Effects of habitat structure and shrub encroachment on bird species diversity in arid savanna in Northern Cape province, South Africa

  • Timo Kaphengst University of Greifswald, Institute of Botany and Landscape Ecology, Grimmer Straße 88, 17487 Greifswald, Germany
  • David Ward Department of Conservation Ecology, University of Stellenbosch, Private Bag X1, Matieland 7602, South Africa; current address: School of Biological and Conservation Sciences, University of KwaZulu-Natal, Private Bag X01, Scottsville 3209, South Africa


Bird community diversity was assessed in semi-arid savanna in the Northern Cape province of South Africa and related to vegetation diversity and foliage height diversity. As this is an area in which shrub encroachment is common, the effects of shrub or bush encroachment on bird species diversity were specifically addressed. An experiment in which the dominant encroaching species, Acacia mellifera, was removed from ten 1 ha plots was used and compared with ten controls. A strong positive association with foliage height diversity was shown. No effect of experimental removal of the dominant encroacher, A. mellifera, on bird species diversity or species richness was found. However, four species increased in relative abundance in cut plots and two species decreased in relative abundance in these plots.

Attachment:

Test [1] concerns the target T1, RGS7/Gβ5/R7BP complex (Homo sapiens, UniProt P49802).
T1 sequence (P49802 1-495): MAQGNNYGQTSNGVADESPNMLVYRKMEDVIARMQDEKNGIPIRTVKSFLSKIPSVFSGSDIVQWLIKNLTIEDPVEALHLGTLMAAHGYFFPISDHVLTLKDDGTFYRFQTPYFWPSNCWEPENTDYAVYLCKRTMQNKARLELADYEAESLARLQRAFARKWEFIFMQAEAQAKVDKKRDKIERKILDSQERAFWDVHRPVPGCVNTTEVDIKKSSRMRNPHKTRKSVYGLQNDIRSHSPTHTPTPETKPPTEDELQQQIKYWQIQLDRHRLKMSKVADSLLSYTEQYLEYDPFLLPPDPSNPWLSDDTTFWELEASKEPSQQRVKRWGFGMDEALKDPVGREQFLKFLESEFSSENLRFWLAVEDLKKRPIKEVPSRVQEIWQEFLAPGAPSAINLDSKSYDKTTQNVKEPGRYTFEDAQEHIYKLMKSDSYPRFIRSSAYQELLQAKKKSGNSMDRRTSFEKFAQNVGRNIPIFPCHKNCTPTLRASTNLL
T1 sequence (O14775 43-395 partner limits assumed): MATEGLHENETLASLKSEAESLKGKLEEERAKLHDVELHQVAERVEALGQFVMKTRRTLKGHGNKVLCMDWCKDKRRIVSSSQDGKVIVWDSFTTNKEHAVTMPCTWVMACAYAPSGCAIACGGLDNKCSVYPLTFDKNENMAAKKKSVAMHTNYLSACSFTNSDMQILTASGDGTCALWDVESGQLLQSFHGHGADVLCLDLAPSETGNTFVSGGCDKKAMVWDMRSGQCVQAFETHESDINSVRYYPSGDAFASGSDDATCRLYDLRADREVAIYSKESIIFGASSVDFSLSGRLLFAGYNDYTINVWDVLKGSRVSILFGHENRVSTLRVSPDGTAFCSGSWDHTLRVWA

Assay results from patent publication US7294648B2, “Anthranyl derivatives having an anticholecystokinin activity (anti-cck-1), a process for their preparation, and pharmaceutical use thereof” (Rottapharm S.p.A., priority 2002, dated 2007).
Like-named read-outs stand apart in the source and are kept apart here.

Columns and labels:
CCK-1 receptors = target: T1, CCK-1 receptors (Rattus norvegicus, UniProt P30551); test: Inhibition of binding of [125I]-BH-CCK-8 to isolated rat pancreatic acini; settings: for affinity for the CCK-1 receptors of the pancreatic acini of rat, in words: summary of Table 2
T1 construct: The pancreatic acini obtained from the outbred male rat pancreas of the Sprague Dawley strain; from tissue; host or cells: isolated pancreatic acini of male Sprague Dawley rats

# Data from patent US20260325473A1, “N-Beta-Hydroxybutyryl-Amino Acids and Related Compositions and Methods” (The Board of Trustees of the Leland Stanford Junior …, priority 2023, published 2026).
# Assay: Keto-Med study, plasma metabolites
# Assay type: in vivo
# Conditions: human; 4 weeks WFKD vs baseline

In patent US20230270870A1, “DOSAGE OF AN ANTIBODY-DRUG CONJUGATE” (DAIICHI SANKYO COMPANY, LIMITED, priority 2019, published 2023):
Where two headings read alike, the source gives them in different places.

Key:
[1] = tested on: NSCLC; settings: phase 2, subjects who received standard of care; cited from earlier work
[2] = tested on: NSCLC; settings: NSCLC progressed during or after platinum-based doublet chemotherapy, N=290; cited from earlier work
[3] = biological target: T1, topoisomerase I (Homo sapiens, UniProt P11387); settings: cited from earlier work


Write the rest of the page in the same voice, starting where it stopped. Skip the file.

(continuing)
Ostrich 2008, 79(2): 133–140

Journal Identifiers

eISSN: 1727-947X
print ISSN: 0030-6525